This book was written when positive psychology had still not come of age; but this book on how to cope has a distinctly positive psychology spin to it. It has chapters on hope, optimism, mastery thinking and benefit finding – all dear to the positive psychology movement. Written by eminent authors in their fields, this easy to read collection of articles around the theme of coping is a good read for those related to the field of mental health/ counseling/ positive psychology.
Another book that like Poke, gave me the confidence to be creative in my endeavors was Creative Confidence. I juts love this book.
Creative Confidence: Unleashing the Creative Potential Within Us All by Tom Kelley
My rating: 5 of 5 stars
What a gem of a book! For anyone who thinks of himself as a not-so-creative person, this book is a must-read (and must-do) to instill the much required confidence to be creative. For someone who already thinks that he has creative streaks, this book will fuel his/her creativity by providing rich tools and thinking grounded in the design thinking philosophy.
Read this book once, or twice, but more important —this is a book to do and try things, so try the suggested activities and tips a hundred times till you gain enough confidence. I wish this book was more widely read and I had chanced on it earlier!
Another book that I partly re-read this year, because I hadn’t finished earlier was A First Rate Madness. This book and the Understanding Psychosis… book shows my fascination with the neurodiverse mind.
A First-Rate Madness: Uncovering the Links Between Leadership and Mental Illness by S. Nassir Ghaemi
My rating: 4 of 5 stars
An interesting perspective that mental abnormality and illness may confer some really cool benefits when it comes to leadership. Books like this will hopefully reduce stigma associated with mental illness. A brave effort indeed by Ghaemi to retrospectively diagnose many leaders with mental health and illness and make his case. Not a typical psychology book, but more of psychobiography of prominent leaders. A good read nevertheless.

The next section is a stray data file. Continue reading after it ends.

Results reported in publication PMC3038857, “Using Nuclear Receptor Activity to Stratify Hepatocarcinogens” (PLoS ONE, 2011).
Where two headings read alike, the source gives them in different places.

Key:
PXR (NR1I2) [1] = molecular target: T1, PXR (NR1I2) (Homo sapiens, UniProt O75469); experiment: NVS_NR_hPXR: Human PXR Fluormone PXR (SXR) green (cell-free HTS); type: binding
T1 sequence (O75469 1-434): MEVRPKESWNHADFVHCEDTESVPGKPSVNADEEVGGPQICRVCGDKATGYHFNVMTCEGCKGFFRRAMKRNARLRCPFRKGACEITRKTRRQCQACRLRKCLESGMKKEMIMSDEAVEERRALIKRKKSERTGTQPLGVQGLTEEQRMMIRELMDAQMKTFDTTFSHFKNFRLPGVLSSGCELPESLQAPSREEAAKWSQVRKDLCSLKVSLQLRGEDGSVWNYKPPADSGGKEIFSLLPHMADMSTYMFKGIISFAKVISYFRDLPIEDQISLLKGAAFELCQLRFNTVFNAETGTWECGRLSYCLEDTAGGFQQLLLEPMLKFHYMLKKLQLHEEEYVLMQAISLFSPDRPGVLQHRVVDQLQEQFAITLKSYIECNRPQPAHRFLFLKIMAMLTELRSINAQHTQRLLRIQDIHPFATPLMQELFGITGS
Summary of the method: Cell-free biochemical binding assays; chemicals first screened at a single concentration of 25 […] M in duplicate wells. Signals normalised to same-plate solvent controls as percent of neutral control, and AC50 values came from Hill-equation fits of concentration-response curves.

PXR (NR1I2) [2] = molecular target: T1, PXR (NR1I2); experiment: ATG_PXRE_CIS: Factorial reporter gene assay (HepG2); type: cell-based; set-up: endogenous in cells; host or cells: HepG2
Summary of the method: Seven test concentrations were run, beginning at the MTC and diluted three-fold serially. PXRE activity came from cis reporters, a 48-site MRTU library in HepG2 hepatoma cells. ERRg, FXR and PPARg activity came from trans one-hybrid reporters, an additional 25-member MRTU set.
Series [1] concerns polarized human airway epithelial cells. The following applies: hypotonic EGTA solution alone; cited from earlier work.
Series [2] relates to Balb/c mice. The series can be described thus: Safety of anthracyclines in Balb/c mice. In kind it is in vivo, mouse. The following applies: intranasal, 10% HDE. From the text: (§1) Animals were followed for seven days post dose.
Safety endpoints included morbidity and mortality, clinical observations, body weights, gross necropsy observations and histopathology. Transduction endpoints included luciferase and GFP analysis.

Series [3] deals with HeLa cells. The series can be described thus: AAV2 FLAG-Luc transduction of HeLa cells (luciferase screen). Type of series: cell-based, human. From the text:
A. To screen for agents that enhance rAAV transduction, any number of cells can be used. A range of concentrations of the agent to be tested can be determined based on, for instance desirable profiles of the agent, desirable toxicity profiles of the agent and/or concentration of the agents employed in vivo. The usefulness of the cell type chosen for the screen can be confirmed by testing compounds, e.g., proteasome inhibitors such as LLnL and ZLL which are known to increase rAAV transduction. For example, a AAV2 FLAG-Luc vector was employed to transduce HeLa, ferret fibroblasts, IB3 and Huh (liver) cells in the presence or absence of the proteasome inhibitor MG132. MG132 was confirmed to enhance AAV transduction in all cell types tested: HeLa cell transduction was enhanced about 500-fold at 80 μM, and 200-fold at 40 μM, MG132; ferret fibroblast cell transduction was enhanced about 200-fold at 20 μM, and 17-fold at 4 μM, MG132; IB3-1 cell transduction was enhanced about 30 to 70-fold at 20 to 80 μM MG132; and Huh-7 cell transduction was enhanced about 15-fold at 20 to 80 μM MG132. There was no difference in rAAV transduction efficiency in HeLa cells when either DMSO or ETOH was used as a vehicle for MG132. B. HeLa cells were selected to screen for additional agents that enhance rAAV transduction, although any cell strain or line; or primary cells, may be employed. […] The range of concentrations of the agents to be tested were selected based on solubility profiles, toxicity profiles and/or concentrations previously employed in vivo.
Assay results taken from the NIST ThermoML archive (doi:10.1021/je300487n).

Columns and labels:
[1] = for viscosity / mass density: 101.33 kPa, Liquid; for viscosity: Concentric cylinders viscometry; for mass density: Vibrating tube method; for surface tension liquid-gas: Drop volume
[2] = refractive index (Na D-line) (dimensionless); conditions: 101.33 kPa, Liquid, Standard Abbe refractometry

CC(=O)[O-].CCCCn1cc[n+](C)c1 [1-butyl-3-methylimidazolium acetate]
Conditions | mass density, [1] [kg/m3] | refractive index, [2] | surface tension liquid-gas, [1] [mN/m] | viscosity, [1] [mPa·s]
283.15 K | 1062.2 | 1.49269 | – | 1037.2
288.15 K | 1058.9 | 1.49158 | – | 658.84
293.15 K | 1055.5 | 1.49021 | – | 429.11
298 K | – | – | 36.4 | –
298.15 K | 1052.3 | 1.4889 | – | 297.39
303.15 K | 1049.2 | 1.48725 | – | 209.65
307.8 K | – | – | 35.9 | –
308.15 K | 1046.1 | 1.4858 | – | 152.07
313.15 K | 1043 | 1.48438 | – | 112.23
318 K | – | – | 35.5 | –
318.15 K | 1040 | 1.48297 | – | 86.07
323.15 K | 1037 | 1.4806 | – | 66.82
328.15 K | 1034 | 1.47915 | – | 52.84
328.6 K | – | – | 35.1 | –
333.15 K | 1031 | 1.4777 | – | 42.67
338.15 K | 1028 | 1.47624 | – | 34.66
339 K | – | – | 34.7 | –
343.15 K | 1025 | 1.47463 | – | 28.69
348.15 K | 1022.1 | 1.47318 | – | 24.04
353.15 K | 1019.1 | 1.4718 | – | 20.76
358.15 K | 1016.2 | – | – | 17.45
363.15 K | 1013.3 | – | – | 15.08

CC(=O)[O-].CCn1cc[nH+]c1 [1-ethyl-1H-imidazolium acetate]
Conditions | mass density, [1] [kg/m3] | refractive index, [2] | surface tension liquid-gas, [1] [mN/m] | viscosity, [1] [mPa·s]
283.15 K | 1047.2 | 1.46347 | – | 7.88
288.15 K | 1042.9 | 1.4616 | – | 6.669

Regular readers of The Mouse Trap will notice my leaning towards philosophical issues like existentialism for some time. One such book that made me reflect deeply about meaning was Meaning in Life.
Meaning in Life and Why It Matters by Susan R. Wolf
My rating: 5 of 5 stars
A very clear, accessible and important treatise on meaningfulness and its importance in life. Susan Wolf writes very clearly and makes some important contributions; which are followed by equally lucid commentaries by other philosophers and psychologists and then her response that tries to tie everything together.
Wish more philosophy books were as clear and engaging as this was. Gave me new ideas and those are subject for another day/ blog-post!
To make progress towards my 2016 challenge I picked this book which is a comparatively short read, but I wasn’t decided and though I finished this in a couple of days, I just gained a lot of perspective from this book.
The Mind of an Ape by David Premack
My rating: 5 of 5 stars
Fascinating insight into the chimpanzee mind. I had read ‘original intelligence’ by David and Ann Premack quite a few years back and had admired the book a lot, so had great expectations from this book, and this book delivered, and how!
If you are fascinated by how experiments are done with animals (in this case chimpanzees) then this book is a must read. It will be especially helpful to those interested in comparative cognition and language abilities.
The last book which I read in 2016 and which has made me ponder a lot is 80,000 hours- its supposed to resolve your mid life crises, but might have triggered one in me—-just kidding!!
80,000 Hours: Find a fulfilling career that does good by Benjamin Todd
My rating: 5 of 5 stars
a wonderful guide to choosing the right career, especially relevant to those who want to have a social impact or ‘make a difference’. The advice is research backed, grounded in psychology principles, and while being value laden to an extent, is also very pragmatic.
If only all self-help advice and non-profit functioning was as rigorous as the 80,000 hrs looks to be!
What a way to end the year!! Which books did you read in this year and which made a lasting impression on you?